Three from Haaretz on the Temple Mount

[ by Charles Cameron — growth and mainstreaming of Rebuild the Temple movements in Israel, parallels with perceived slights against the Prophet of Islam, volatility of the situation ]

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You saw the New York Times headline, New Clashes at Site in Jerusalem Holy to Both Muslims and Jews? That was just a taste, here’s more of the story:

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Haaretz has posted three pieces in the last couple of days about the movement to build a Third Temple on the Temple Mount / Noble Sanctuary in Jerusalem. I’ll give you the title, link and brief summaries of for the two shorter pieces, and some significant quotes from the Longer one.

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I’d also like to suggest considering the issues here as analogues of those in the recent “blasphemy” incidents.

We might think in terms of freedom of speech being akin to freedom of worship — but we should also consider the dangers inherent in what would likely be perceived as a huge provocation, in what may be the most volatile hot-spot on earth.

Consider: building the Third Temple might involve the destruction of the Al-Aqsa Mosque, whether by an act of God or by human intervention. Whether it would or not is in dispute, as we shall see — but as we shall also see, attempts to destroy it have already been made…

Bearing that in mind..

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1: Temple Mount Faithful: From the fringes to the mainstream

Once consigned to messianic extremist fringes, movements fighting the ban on Jewish

prayers on Temple Mount are now endorsed by moderate rabbis. Even the Education Ministry has taken sides by encouraging pupils to visit the site.

If that’s accurate, it’s a significant shift in relation to what my American-Israeli journalist friend Gershom Gorenberg called in his book about the Mount, The End of Days, “the most contested piece of real-estate on earth” — for a quick overview of the importance of the site, see my piece of that name from July of this year.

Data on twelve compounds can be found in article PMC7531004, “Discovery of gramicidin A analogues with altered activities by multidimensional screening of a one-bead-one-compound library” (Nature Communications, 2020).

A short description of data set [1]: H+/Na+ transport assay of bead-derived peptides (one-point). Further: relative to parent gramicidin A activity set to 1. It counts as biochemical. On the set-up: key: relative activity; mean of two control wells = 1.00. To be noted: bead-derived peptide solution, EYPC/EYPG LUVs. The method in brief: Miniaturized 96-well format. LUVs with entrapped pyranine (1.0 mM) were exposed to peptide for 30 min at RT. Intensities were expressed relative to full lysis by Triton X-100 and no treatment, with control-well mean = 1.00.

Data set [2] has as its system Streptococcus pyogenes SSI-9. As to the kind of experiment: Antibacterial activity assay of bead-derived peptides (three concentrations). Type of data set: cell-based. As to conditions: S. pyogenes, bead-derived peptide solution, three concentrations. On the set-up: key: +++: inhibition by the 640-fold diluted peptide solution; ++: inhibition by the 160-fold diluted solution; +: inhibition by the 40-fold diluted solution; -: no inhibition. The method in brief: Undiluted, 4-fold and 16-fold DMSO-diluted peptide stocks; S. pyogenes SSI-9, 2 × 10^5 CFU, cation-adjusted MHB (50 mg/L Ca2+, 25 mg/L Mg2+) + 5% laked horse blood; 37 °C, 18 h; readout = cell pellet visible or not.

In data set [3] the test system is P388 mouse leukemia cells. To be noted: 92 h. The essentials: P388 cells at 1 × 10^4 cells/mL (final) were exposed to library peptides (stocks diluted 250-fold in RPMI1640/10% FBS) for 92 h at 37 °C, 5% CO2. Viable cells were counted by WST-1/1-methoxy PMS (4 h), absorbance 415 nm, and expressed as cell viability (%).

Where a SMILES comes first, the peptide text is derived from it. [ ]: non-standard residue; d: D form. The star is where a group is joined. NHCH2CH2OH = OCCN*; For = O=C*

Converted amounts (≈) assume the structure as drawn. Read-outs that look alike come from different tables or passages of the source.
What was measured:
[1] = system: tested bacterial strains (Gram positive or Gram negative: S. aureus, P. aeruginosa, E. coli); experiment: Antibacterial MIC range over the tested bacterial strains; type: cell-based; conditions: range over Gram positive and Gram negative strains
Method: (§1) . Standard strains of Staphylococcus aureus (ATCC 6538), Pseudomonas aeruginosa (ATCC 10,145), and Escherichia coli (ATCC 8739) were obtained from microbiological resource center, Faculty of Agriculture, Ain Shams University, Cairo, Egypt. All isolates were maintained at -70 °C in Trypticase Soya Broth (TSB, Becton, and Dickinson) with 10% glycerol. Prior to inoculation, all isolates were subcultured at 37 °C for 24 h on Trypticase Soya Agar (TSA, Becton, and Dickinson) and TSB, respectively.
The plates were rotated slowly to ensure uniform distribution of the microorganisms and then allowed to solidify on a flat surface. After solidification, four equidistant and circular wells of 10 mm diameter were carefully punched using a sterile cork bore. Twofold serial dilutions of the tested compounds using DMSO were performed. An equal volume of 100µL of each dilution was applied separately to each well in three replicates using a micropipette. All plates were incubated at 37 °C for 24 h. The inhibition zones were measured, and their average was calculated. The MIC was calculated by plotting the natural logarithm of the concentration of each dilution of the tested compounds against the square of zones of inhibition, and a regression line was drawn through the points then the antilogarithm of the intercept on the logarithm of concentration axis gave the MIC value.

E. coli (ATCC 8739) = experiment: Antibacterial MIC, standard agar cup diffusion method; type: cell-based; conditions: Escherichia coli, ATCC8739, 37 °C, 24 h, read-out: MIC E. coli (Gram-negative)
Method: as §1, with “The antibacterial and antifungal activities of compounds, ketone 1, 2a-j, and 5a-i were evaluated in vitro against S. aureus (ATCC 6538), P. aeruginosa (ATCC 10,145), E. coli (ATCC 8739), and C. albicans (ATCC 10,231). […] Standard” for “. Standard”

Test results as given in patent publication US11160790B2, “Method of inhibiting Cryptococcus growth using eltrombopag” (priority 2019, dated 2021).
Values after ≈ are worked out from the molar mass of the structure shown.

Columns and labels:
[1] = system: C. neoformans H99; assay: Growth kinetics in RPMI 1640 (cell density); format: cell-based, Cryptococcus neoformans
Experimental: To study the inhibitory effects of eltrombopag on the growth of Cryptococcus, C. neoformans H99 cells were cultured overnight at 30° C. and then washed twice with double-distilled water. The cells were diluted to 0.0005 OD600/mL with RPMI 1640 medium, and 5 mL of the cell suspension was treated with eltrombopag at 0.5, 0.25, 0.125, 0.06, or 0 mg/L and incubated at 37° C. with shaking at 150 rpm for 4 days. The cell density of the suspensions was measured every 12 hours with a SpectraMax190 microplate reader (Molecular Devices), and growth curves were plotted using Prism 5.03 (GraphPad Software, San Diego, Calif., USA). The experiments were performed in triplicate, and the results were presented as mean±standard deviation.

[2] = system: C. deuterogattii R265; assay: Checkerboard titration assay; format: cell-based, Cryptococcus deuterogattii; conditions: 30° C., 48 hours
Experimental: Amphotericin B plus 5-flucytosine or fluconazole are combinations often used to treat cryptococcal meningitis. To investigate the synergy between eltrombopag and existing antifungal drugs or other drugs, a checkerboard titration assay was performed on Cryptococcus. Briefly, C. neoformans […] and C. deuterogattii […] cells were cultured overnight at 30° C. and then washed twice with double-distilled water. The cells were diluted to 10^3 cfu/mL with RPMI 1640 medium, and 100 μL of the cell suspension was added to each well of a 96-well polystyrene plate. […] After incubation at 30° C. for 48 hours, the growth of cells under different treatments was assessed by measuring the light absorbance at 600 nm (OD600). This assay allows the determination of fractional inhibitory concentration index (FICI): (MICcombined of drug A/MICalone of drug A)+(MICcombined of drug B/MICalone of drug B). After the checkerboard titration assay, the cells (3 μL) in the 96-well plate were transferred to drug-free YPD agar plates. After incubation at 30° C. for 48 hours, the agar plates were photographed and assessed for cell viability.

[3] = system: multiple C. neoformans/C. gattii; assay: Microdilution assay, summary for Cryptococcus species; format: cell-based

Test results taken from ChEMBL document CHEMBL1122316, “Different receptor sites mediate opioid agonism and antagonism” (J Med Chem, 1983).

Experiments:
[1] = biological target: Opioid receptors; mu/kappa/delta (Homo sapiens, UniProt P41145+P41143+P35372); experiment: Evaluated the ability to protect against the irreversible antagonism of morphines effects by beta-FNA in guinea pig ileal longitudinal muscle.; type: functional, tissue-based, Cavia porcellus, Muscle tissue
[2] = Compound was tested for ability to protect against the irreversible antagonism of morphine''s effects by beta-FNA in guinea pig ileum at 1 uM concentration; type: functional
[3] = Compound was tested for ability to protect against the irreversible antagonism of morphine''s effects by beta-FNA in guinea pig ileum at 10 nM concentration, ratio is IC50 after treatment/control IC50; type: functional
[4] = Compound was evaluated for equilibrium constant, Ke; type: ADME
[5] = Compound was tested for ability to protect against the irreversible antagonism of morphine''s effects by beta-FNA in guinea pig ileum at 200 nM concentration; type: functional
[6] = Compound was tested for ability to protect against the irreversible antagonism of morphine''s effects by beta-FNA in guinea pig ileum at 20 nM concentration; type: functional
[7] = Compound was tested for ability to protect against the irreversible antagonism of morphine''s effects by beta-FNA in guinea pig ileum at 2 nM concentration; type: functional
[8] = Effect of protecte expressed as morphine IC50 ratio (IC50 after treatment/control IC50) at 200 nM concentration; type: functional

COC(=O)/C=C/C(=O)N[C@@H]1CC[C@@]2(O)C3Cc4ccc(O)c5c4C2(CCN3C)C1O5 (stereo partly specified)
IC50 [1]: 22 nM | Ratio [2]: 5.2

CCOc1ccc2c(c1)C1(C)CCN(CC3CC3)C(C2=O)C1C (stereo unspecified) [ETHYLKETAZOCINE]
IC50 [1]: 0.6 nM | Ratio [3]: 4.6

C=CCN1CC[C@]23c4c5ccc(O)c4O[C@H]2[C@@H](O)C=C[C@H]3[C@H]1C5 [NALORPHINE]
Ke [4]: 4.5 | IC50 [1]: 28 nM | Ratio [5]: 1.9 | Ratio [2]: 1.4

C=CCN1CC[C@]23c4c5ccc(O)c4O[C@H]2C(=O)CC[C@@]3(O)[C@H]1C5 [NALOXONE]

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2: Jerusalem Magistrate’s Court: Jews should be allowed to pray on Temple Mount

Police currently enforce the Muslim ban on Jewish prayer at the site, citing security concerns.

Put those two pieces together, and you have a sense of momentum gathering for an epic clash, one which would have immense apocalyptic significance in terms of those eagerly awaiting a Coming One in each of the three Abrahamic traditions

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3: Following the dream of a Third Temple in Jerusalem

More than 90 percent of Israel’s religious public wants to be allowed to pray at the Temple Mount in Jerusalem. Some groups, though, wish to go even further and build a Third Temple in place of the Al-Aqsa Mosque. What fuels the dreams of these Jewish extremists?

Shany Littman, the author of this impressive magazine-length piece which is behind a paywall on the Haaretz site but has been reposted here, expresses through the voices of a diverse group of people she met and talked with, the deep-seated longing behind the movement —

I pray for it three times a day and I wanted to take seriously what I say. I say, ‘Next year in rebuilt Jerusalem.’

and the theological logic behind that —

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